Moving for Employment Reasons

  • Philip S Morrison Victoria University of Wellington
  • William A.V. Clark University of California, Los Angeles
  • Kirsten Nissen Statistics New Zealand
  • Robert Didham Statistics New Zealand

Abstract

While most models of population migration assume that members of the labour force migrate to enhance returns to their labour, major surveys in the USA (PSID and CPS), in the UK (BHPS) and Australia (HILDA) all show that only around 10 percent of all individuals who change residence are motivated primarily by employment reasons. Of those moving between local labour markets only about 30 percent say they are motivated by employment reasons.

We explore this apparent paradox by drawing on evidence from the Dynamics of Motivation and Migration Survey (DMM), which recorded the reasons people of working age, changed their permanent residence in New Zealand over the two-year period 2005 and 2006. The need to solve the employment problem before moving means that reasons offered retrospectively for moving usually reflect a wish to adjust consumption even in the case of those moving between local labour markets. For most people of working age employment remains a necessary condition rather than sufficient reason for moving and this is why the pattern of net flows among local markets appear to support theories of migration change even though few people say they move for employment reasons.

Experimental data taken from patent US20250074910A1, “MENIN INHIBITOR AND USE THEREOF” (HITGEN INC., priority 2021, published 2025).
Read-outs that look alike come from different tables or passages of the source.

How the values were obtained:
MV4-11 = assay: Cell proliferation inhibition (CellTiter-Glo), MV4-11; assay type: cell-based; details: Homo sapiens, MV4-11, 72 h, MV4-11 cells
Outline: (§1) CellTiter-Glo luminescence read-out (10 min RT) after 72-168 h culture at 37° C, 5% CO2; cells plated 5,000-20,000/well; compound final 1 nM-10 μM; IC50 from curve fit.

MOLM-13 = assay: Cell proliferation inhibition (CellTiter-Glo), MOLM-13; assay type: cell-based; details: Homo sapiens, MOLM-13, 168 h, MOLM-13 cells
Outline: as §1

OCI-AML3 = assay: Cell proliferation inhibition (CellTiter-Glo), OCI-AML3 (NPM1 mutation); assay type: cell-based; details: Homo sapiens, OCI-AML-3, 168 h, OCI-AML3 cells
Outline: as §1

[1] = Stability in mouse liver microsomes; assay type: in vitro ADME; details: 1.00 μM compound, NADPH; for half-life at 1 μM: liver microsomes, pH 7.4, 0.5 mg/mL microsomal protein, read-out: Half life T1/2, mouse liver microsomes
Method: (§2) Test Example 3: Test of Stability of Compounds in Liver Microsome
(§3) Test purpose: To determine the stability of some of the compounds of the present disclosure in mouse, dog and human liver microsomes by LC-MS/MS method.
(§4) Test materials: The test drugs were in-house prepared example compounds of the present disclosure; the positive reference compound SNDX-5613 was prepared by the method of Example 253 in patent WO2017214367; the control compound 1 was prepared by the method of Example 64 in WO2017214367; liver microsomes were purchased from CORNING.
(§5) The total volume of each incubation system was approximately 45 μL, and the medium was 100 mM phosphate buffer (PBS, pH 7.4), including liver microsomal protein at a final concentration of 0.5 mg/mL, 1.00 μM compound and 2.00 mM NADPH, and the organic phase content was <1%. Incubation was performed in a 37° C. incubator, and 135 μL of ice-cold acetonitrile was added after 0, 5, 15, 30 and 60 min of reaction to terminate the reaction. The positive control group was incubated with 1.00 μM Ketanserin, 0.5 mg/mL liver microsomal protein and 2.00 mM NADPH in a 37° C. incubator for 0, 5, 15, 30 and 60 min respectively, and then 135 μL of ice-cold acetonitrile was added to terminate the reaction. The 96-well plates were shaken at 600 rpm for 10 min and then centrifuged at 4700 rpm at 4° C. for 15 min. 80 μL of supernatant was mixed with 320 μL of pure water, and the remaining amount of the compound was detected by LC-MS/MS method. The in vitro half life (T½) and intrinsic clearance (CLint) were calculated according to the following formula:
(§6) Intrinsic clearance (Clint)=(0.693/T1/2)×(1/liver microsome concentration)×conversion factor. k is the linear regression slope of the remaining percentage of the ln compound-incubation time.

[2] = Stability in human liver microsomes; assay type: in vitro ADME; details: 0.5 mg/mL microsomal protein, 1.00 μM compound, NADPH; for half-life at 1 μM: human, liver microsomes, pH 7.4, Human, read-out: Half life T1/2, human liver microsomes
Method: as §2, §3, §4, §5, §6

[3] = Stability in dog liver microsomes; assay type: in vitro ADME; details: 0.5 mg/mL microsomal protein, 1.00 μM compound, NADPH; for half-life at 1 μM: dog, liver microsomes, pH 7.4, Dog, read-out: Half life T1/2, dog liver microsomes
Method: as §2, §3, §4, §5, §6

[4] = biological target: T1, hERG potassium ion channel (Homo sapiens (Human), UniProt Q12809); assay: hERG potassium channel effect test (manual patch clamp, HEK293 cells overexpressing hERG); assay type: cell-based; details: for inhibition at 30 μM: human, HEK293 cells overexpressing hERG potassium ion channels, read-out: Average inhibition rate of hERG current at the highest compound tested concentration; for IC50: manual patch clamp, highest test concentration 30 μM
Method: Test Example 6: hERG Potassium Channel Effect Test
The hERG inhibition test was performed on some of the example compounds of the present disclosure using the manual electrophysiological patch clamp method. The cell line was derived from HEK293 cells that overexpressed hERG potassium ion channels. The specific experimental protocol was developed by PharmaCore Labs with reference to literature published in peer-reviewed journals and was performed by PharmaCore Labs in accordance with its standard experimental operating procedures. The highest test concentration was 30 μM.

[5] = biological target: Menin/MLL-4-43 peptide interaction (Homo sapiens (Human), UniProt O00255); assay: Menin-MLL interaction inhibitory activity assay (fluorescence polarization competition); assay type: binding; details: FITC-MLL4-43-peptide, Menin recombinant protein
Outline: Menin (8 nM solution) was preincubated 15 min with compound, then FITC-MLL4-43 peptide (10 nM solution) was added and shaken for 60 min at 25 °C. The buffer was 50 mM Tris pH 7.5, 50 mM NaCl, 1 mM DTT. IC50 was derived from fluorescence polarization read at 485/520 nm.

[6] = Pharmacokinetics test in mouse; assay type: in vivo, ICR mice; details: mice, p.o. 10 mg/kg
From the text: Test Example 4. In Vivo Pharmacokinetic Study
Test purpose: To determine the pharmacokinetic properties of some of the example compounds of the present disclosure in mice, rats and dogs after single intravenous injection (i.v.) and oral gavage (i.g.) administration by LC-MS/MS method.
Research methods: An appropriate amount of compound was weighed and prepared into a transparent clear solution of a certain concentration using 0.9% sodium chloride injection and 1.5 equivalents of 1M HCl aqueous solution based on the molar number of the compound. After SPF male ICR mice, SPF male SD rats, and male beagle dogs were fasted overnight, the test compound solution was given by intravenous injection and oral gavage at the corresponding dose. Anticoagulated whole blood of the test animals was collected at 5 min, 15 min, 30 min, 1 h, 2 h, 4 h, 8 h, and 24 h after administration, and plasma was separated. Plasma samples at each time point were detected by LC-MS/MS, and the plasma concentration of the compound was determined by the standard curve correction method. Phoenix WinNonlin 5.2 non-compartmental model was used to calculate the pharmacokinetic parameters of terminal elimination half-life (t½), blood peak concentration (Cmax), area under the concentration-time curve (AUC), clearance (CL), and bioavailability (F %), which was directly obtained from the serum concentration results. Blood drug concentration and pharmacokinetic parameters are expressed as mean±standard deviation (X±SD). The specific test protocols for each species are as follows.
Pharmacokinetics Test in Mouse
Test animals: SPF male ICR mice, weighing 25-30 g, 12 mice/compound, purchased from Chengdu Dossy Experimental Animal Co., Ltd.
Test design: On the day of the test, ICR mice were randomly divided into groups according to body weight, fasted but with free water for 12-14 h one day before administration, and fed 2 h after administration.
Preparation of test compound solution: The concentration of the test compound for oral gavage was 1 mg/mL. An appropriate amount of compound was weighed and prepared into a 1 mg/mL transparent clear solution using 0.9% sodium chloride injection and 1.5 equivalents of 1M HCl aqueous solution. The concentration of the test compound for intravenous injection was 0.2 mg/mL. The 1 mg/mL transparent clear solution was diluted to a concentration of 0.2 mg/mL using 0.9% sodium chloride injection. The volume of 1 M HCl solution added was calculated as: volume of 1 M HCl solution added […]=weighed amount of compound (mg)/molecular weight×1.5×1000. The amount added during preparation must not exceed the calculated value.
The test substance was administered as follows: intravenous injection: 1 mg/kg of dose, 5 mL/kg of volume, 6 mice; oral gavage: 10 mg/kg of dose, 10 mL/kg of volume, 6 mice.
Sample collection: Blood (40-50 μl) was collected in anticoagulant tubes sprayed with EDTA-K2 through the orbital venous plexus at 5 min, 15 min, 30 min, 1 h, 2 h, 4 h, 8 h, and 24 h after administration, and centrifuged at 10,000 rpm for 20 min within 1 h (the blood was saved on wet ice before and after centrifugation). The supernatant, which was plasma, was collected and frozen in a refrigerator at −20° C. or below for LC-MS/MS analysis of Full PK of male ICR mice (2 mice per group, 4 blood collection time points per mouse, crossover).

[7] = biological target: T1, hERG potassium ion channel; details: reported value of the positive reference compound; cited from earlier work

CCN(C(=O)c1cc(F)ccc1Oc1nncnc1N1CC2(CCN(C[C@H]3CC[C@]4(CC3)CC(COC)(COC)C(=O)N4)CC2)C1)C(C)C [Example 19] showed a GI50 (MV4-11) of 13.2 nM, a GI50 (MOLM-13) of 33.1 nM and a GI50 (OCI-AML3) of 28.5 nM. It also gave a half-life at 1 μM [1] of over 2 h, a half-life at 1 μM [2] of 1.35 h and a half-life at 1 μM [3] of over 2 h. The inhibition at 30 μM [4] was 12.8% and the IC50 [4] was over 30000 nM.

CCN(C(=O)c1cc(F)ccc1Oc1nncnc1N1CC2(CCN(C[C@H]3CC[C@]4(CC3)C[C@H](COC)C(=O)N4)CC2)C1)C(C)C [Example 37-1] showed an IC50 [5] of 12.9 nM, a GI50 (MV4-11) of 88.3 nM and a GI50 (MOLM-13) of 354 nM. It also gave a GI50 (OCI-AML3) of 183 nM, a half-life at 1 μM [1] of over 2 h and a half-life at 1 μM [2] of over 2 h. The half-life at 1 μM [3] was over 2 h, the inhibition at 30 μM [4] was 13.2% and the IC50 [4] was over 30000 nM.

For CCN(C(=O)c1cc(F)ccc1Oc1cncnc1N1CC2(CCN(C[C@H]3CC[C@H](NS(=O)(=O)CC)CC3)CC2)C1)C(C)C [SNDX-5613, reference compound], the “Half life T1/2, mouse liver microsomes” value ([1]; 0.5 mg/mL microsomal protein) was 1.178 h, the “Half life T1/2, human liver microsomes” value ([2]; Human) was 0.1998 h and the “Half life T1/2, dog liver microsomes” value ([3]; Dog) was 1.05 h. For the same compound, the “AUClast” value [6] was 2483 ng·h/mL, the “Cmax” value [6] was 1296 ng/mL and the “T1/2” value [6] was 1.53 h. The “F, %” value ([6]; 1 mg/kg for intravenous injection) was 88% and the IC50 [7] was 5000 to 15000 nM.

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Author Biographies

Philip S Morrison, Victoria University of Wellington
School of Geography, Environment and Earth Sciences
William A.V. Clark, University of California, Los Angeles
Department of Geography
How to Cite
MORRISON, Philip S et al. Moving for Employment Reasons. Labour, Employment and Work in New Zealand, [S.l.], nov. 2008. ISSN 2463-2600. Available at: <https://ojs.victoria.ac.nz/LEW/article/view/1646>. Date accessed: 04 dec. 2020. doi: https://doi.org/10.26686/lew.v0i0.1646.